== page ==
MHS decides to return eight period for next school year


Atarah Israel, Managing Editor

In an email sent to both students and parents, Mr. Mike Wells, principal, informed the MHS student body of the administrative decision to return to a traditional, eight-period schedule for the next school year. Despite this return, he says, future examination for possible alternative scheduling options will continue.

The proposed transition back to an eight-period day for next year is not without slight deviation from previous years. The new schedule would include late start days on Tuesdays and Thursdays, though every day would start five minutes earlier than before—7:30 a.m. on Mondays, Wednesdays and Fridays, and 7:55 p.m. on Tuesdays and Thursdays. School would also end five minutes earlier. Additionally, the proposed schedule for next year will also reserve time before school once a month on Tuesdays for club meetings. 

“We did propose starting (school) five minutes earlier and getting out five minutes earlier,” Mr. Wells said. “The reason for this is because transportation is finding it difficult to complete their after school routes for secondary and make it to the elementary schools for their afternoon routes. Transportation indicated that an additional five minutes would help alleviate this problem.”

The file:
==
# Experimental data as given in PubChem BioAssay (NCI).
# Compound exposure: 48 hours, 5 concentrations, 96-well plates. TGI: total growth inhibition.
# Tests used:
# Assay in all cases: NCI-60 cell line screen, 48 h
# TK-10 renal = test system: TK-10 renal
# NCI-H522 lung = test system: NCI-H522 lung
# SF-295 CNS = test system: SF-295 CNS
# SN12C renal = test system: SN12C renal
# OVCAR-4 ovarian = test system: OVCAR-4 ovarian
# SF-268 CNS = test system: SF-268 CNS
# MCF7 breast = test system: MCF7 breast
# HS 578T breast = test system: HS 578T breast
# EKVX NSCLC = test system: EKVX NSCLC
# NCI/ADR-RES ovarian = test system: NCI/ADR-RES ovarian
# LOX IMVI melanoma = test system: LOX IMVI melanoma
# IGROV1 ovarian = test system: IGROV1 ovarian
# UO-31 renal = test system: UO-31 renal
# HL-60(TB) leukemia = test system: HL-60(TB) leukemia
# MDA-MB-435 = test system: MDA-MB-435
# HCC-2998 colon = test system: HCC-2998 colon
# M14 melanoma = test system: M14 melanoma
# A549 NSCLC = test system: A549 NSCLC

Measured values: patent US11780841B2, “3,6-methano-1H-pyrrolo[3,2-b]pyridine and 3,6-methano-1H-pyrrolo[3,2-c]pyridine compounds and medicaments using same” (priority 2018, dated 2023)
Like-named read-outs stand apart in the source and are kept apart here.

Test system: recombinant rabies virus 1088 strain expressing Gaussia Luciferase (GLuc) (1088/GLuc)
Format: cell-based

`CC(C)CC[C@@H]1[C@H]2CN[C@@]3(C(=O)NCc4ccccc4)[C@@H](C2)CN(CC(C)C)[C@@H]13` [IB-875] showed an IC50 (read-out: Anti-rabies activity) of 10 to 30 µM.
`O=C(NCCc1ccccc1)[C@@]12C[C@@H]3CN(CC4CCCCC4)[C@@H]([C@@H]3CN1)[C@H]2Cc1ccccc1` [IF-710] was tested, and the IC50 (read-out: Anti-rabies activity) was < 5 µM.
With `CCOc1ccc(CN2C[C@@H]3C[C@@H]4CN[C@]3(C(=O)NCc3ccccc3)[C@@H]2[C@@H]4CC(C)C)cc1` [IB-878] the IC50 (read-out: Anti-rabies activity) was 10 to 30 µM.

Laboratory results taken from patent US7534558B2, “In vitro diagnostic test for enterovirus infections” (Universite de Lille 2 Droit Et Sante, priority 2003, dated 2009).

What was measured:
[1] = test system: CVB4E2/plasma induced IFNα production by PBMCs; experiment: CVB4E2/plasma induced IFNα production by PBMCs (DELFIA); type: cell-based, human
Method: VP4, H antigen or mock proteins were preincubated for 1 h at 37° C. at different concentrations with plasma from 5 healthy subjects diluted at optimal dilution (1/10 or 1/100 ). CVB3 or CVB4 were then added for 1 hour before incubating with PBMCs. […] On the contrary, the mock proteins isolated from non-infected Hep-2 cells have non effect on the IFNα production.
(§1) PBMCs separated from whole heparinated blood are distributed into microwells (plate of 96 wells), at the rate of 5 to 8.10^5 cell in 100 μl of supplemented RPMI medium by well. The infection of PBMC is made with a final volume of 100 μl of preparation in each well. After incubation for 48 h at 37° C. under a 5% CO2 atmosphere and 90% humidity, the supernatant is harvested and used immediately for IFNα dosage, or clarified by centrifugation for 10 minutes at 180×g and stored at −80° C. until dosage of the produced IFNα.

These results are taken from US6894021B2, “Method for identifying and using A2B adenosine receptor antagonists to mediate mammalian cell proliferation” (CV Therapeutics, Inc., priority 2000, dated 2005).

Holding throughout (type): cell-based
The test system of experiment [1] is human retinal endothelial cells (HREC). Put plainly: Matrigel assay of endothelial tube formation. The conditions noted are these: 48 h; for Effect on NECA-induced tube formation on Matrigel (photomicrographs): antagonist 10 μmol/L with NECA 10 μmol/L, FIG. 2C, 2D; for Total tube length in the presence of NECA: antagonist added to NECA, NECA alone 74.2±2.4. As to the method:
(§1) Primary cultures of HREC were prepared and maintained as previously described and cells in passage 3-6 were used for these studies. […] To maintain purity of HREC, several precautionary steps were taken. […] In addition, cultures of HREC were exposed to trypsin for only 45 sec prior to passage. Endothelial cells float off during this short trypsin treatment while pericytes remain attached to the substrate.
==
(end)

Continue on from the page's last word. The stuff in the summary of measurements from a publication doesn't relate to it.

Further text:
The decision to return to an eight period schedule was not without immense deliberation—department chairpersons, faculty and teachers have all voiced rationale. As it functions this year, block scheduling has caused teachers to lose nearly three weeks worth of instructional time when compared to the traditional schedule. Teachers have also experienced difficulty in keeping up with a curriculum not tailored to the block schedule of this year —according to Mr. Wells, in February some AP teachers found themselves two units behind in teaching content. 

Despite some student and parent inclination suggesting block scheduling to be a superior option, Mr. Well says that the option of block scheduling in the future has not been dismissed, but the current schedule “is not representative of what a true block schedule would look like during a school year” and that a more permanent decision should be made with deliberation from parents, students and staff.